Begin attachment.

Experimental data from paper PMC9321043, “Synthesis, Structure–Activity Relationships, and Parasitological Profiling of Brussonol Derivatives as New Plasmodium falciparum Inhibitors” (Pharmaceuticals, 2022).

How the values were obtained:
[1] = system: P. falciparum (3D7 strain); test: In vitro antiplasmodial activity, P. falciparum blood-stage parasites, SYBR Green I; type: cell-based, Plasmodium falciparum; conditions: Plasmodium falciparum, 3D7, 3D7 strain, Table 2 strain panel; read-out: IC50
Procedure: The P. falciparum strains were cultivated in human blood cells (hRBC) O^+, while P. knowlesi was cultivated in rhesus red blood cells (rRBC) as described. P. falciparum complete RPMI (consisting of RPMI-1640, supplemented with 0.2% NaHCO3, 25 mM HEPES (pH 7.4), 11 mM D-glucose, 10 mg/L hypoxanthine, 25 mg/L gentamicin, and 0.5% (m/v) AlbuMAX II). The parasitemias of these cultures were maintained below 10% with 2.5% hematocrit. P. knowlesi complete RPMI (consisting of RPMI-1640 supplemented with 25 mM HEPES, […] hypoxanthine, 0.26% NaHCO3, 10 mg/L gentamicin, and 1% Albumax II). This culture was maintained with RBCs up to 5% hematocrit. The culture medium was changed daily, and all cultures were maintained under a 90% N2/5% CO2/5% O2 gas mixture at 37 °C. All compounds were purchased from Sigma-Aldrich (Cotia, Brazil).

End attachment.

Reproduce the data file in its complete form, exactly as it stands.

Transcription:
Experimental data from paper PMC9321043, “Synthesis, Structure–Activity Relationships, and Parasitological Profiling of Brussonol Derivatives as New Plasmodium falciparum Inhibitors” (Pharmaceuticals, 2022).

How the values were obtained:
[1] = system: P. falciparum (3D7 strain); test: In vitro antiplasmodial activity, P. falciparum blood-stage parasites, SYBR Green I; type: cell-based, Plasmodium falciparum; conditions: Plasmodium falciparum, 3D7, 3D7 strain, Table 2 strain panel; read-out: IC50
Procedure: The P. falciparum strains were cultivated in human blood cells (hRBC) O^+, while P. knowlesi was cultivated in rhesus red blood cells (rRBC) as described. P. falciparum complete RPMI (consisting of RPMI-1640, supplemented with 0.2% NaHCO3, 25 mM HEPES (pH 7.4), 11 mM D-glucose, 10 mg/L hypoxanthine, 25 mg/L gentamicin, and 0.5% (m/v) AlbuMAX II). The parasitemias of these cultures were maintained below 10% with 2.5% hematocrit. P. knowlesi complete RPMI (consisting of RPMI-1640 supplemented with 25 mM HEPES, […] hypoxanthine, 0.26% NaHCO3, 10 mg/L gentamicin, and 1% Albumax II). This culture was maintained with RBCs up to 5% hematocrit. The culture medium was changed daily, and all cultures were maintained under a 90% N2/5% CO2/5% O2 gas mixture at 37 °C. All compounds were purchased from Sigma-Aldrich (Cotia, Brazil).